After a pair of shark attacks over the weekend that left two young people missing limbs, officials in a North Carolina beach town say they are prepared to euthanize any sharks they see exhibiting “aggressive behavior” near the coastline, a move shark experts say would be “foolhardy” and “just plain stupid.”
The attacks occurred early Sunday evening within about an hour of each other in Oak Island, N.C. The first victim, a girl who was visiting family in the area, lost part of her arm and suffered a leg injury. Just over an hour later, a 16-year-old boy from Colorado Springs, Colo., was attacked and lost an arm.
The beach remained open Monday, and sheriff’s deputies patrolled the waters with a helicopter and two boats, looking for shark sightings near land, Oak Island Town Manager Tim Holloman said.
Although there were still people crowding the beach, Holloman said, few were seen venturing into the water. Town officials placed extra ATV patrols on the beaches and advised people to stay out of the ocean.
No signs have been posted warning beachgoers of the attacks, Holloman said, but city officials are distributing pamphlets that include information on how to avoid shark encounters.
If officials see aggressive behavior from any sharks near shore, such as darting in and out of the surf line or coming within about 100 feet of the beach, Holloman said, the officials are prepared to euthanize the animal.
“If they look like they’re posing a danger, we will authorize that action,” Holloman told the Los Angeles Times.
Two shark experts criticized the strategy.
“That’s just plain stupid,” said George Burgess, who heads the Florida Program for Shark Research and tracks shark attacks worldwide for the International Shark Attack File database. Burgess said that the shark or sharks involved in Sunday’s attacks could be 40 miles away by now, and that it would be nearly impossible to distinguish that shark from the many others that swim near the coast every day.
Bryan Frazier, a marine biologist with the South Carolina Department of Natural Resources, has a similar perspective.
“It’s a kind of foolhardy approach to just go killing sharks because there was an incident,” Frazier said, adding that culling programs in Australia, which has grappled with more aggressive shark attacks, haven’t been shown to make beaches there any safer.
Plus, because sharks are “highly migratory” animals, it’s likely that the offending shark is long gone, and that whatever food source or other conditions attracted the shark over the weekend are different now.
A better strategy to prevent another attack in the short term, Burgess said, would be to temporarily close the beaches, a move the town has not taken.
“To keep it open without even lifeguards in the area” seems like a bad idea, Burgess said, adding that closing a beach for one or two days could ensure the shark has moved on. “Why tempt fate?”
Still, Burgess said, there’s not much officials can do to prevent such encounters between sharks and humans. “We’re not going to get rid of shark attacks unless we take all the people out of their environments,” he said. “When we enter the water, whether it’s in North Carolina or Monterey, there’s animals out there that can do us harm, and we accept that risk for the environmental experience we engage in.”
Shark attacks are rare, especially in North Carolina. According to the International Shark Attack File, there were 52 confirmed unprovoked shark attacks in the state from 1935 to 2014, three of which were fatal. Brunswick County, which includes Oak Island, had seen nine attacks during that period, none of which were fatal.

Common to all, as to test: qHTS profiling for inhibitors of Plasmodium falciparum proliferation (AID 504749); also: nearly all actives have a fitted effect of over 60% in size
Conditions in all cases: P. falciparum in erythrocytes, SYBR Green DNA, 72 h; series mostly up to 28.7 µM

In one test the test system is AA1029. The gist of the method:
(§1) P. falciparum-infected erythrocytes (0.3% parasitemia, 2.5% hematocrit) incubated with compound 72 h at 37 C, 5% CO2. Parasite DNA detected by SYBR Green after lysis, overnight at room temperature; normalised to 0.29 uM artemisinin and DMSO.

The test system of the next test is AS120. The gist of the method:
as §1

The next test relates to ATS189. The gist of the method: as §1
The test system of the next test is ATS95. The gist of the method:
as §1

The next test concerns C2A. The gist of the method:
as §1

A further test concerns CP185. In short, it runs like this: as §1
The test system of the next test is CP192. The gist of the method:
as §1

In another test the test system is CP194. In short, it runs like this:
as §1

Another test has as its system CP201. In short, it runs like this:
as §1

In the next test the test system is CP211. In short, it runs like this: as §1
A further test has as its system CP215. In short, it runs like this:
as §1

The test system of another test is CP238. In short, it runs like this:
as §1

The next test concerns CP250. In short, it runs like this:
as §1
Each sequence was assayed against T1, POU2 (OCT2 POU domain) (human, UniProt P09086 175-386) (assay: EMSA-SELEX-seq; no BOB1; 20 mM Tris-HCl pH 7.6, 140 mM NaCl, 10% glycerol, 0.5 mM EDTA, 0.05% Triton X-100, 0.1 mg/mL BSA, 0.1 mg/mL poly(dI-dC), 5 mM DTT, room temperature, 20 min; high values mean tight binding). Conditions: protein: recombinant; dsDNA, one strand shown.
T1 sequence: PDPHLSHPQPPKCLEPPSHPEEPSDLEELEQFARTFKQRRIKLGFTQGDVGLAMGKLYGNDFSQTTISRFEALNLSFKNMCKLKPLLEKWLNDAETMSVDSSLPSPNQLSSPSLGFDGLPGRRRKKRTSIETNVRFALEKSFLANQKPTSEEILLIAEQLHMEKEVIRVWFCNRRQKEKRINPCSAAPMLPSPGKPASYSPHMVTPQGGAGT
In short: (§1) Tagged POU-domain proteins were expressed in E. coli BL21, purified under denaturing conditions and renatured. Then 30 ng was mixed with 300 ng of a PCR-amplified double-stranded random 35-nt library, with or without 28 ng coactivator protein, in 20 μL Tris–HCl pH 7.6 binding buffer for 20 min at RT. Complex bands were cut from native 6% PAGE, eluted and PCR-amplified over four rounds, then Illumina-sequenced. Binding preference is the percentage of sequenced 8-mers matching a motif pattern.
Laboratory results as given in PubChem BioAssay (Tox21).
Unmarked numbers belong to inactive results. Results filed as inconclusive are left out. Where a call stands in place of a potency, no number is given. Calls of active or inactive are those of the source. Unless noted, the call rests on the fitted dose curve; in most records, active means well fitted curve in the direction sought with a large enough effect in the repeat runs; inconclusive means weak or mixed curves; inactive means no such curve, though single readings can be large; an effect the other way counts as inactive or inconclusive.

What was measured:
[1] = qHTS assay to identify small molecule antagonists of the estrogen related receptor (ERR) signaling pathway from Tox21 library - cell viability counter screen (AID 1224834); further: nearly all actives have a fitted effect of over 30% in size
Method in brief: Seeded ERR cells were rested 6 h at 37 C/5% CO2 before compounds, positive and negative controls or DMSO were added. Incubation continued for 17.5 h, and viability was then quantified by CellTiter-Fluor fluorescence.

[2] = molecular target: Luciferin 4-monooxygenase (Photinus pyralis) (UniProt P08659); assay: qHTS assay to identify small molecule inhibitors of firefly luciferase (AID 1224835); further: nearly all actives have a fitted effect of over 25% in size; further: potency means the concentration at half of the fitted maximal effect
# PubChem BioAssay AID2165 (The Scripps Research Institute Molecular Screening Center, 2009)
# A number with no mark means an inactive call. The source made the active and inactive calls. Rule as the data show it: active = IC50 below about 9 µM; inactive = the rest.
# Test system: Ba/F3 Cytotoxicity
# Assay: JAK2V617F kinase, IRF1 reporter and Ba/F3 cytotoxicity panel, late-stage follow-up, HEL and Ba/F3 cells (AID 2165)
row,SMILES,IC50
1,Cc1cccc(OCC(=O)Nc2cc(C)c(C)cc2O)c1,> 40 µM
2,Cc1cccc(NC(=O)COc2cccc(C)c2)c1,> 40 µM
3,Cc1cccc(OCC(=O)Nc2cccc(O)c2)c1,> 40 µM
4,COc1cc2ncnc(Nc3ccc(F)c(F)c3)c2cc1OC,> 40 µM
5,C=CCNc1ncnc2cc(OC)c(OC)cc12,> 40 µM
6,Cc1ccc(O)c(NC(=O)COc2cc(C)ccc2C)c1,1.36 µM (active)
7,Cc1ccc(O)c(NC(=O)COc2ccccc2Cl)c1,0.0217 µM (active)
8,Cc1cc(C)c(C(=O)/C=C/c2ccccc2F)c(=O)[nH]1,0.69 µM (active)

In contrast, Florida saw 323 unprovoked shark attacks from 2001 to 2014 alone.
The last shark attack death in North Carolina occurred in 2001. Based on the area where the Sunday’s attacks occurred and the severity of the injuries, Frazier and Burgess said, the attacker was likely a bull shark or tiger shark. Great white sharks, which account for nearly all of California’s shark attacks, are uncommon in the Carolinas.
Also uncommon, Frazier said, are the kinds of severe injuries the victims sustained in Sunday’s incidents. “In the Carolinas, typically it’s grab and release, and the patient may need a few stitches” for minor injuries, Frazier said.
Burgess said he knows of only two other instances in his 40 years of studying sharks in which a single animal was thought to be responsible for multiple attacks at the same beach.
Oak Island Mayor Betty Wallace said Monday that there was too little information after the first attack to justify immediately clearing the water, but that after the second attack, officials did warn swimmers.
To close the beaches, Holloman told The Times, the city would have to hold a meeting and adopt an official ordinance, and there wasn’t enough time after the attacks to do that.
“It is a tragedy what happened to those kids yesterday and they did nothing wrong,” said Chris Anselmo, Oak Island’s fire chief. But, he said, “we can’t prevent everything that happens in the waters. We can’t make any guarantees.”
Anselmo said it is “just not possible” for local authorities to close all nine miles of the town’s beaches.
Sheriff’s deputies reported spotting a 7-foot shark near the attack sites Sunday evening, Sheriff John Ingram said, and another shark was spotted Monday morning.
As of Monday evening, Hollman said, town officials had decided to extend air and boat patrols by sheriff’s deputies, who are armed with regular service weapons, through Tuesday.
The Associated Press was used in compiling this report.
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